Held in Late September, this marathon runs through the streets of Berlin, lined with wonderful supporters and some very talented musicians, many very very young. Dogs also. In Europe, dogs are family. You go out, they go with you. I love this and because of this type of socialisation, the dogs love being there too. The trees are starting to turn with leaves beginning to brown and fall, yet mild enough to walk about in light clothing.

The course doesn’t back track, flows beautifully around the city and surrounds and is flat. I can only recall one very ever so slight rise. There were also no boring bits. None. Maybe I missed them as I was occupying myself by counting dogs. But I did not become aware of any boring bits.

Pacers are provided but honestly with so many people, don’t stress if you can’t get near them. Over that distance it all works itself out eventually. But it’s the NET time you want. Run your race, I’ve never used a pacer, though I’ve been one so I know they serve a purpose to many but in these events with so many people. Go in with a plan, stick to that plan and have a plan B if plan A goes awry.

The expo is held out at an old airport called Tempelhofer. It ceased operation in 2008, and still has all the bag carousels and checkin desks. I didn’t recognise any of the airlines though. The actual expo is down stairs where some old aircraft are parked and incorporates a food market too. It was quite a nice welcoming, pleasant and well organised environment.

The expo was a one way pedestrian traffic system which worked for avoiding congestion and keeping the large number of people moving. Tempelhofer is a little far for a tapering marathon runner to walk to, so the tube, underground, subway or whatever you want to call it is the best way to do it. Transport is free for runners and get off at the station TWO stops before the Tempelhofer station. Otherwise it will take you to the other side of the airport which is now used as recreational grounds and will have you walking across the entire airfield. I did not do this but I spoke to someone who did.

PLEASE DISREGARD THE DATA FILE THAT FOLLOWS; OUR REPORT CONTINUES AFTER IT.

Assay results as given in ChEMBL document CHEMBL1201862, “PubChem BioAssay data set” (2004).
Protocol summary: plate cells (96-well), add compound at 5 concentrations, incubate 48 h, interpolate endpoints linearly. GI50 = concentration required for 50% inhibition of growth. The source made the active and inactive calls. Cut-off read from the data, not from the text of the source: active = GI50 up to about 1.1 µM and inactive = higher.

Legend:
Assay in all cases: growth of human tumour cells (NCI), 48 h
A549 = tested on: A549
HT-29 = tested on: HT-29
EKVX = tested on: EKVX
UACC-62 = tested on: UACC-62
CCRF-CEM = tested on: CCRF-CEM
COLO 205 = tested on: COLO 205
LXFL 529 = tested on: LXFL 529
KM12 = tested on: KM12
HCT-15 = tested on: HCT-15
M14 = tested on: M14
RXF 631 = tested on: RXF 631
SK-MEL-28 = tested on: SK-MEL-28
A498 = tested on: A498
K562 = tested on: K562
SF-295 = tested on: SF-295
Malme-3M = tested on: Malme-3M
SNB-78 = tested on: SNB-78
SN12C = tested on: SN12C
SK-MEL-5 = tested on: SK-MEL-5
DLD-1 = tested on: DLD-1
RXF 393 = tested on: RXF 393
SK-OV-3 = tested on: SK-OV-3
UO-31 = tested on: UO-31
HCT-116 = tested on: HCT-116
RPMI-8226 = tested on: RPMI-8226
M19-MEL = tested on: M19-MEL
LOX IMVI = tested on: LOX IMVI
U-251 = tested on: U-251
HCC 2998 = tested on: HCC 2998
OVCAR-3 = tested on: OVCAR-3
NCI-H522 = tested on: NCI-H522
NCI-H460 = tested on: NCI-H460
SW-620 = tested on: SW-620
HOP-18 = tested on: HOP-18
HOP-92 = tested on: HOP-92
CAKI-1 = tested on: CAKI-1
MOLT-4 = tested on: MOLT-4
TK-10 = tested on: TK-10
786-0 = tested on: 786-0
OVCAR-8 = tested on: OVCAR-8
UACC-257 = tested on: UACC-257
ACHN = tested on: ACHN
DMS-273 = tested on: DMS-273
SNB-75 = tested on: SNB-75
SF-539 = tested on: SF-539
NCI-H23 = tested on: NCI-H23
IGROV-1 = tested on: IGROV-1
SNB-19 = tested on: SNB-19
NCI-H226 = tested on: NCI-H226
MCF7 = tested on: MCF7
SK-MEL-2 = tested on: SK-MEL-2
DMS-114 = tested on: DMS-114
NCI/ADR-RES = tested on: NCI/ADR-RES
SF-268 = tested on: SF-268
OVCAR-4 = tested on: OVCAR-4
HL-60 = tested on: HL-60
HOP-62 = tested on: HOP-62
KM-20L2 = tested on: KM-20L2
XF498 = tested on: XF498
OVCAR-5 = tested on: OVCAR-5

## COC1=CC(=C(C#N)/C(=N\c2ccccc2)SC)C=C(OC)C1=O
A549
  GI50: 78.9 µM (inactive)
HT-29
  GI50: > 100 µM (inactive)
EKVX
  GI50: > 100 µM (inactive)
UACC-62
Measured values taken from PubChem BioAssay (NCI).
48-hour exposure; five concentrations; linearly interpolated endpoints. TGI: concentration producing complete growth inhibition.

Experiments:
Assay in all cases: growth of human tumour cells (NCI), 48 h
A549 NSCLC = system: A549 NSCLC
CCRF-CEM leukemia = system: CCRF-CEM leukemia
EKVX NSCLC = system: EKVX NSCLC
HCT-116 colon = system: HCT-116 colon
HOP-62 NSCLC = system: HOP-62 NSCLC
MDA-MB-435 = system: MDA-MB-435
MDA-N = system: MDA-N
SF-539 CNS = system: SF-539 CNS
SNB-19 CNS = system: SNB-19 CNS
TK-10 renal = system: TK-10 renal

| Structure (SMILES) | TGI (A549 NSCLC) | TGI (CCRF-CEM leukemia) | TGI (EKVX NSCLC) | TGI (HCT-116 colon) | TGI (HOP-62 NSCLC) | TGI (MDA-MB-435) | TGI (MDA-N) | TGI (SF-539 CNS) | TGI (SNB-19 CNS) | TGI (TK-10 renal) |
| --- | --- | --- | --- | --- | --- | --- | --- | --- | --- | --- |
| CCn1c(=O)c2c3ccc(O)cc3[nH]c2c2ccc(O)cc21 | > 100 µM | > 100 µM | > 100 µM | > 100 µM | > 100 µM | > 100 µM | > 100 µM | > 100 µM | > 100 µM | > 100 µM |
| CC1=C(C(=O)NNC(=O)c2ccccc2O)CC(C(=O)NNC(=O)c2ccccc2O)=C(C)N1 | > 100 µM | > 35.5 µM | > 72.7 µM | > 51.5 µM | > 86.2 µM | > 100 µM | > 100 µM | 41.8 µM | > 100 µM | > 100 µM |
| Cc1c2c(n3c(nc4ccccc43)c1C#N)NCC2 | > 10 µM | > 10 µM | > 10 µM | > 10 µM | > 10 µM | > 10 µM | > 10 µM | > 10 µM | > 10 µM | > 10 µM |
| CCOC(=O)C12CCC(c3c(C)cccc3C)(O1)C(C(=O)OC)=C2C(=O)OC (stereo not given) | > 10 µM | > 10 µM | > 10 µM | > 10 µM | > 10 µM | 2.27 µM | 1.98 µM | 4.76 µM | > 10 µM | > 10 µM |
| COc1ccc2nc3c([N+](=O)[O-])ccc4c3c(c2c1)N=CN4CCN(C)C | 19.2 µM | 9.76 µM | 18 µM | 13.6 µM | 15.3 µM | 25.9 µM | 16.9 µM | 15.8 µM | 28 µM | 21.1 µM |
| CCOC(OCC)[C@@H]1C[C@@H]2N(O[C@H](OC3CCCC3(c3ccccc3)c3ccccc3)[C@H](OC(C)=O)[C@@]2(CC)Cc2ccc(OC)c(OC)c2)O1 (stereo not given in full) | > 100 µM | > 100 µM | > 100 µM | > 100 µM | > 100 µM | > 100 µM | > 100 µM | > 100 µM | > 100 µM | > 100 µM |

The start and finish precinct of the marathon is conveniently located together in the same spot! Brandenburger Gate. The start time is 0915 for corrals A,B,C and D which is quite a nice start time, while corrals E,F,G and H start later with the latest start about 1030.

The tube, has a station right there at Brandenburger Gate; So it is definitely the easiest way to travel. Upon leaving the station it is literally a 2 min walk where one says their goodbyes to loved ones and embarks on the start of the marathon journey.

Toilets. Yep, we are going there.

  1. Shop around, there are plenty. Don’t get stuck in slow moving queues.
  2. Wear a mask, evident when I hear the person in the toilet next to me gagging and retching at the smell, only to exit a few moments later in a rather uncontrolled and desperate nature gasping for air.
  3. Make sure you’ve done your business before 0845 if starting in the first 4 waves as the start is about a 15 min walk from the athletes village.

Charities collect old clothes and Berlin prides itself on being environmentally friendly. If you don’t need a foil blanket, don’t take it, if you do, they have drop of places where they can be recycled later.

You also have the choice of bag check or poncho. Now New York is definitely a poncho, because it’s a quicker exit. Berlin? Definitely 100% without doubt a checked bag. It’s so organised and is right next to the ponchos. The ponchos flap about and don’t stay done up and are quite frankly a pain. You get a goody bag with water and snacks which is quite generous. Upon exiting many enjoy a beer and picnic in nearby parks others head straight for the tube, personally I’m an advocate of moving. Let the muscles relax, adapt to slower movement and let them settle. So if feeling good, walk. There are some great little markets about and with the city so quiet it’s an opportunity to get some lovely photos of places that would normally be quite busy.

Berlin Marathon is part of the Abbott World Majors series. It is therefore quite expensive to enter. You can at the time at entry just pay for your entry fee, or pay for add-ons including a finishers T-shirt (yes it’s not given to you), jacket, timing chips and various other bits.

The finishers medal always has a famous or well known marathon runner on one side. This year it was Eliud Kipchog. Who just happened to running with us, won it and broke the record! So pretty chuffed with this medal.

Entry can be obtained by running travel companies like traveling Fit, running for charities, qualifying (Berlin is a tough one) and through a ballot system. I was fortunate enough to get accepted through the ballot.

Event profile: Bonnie Davies

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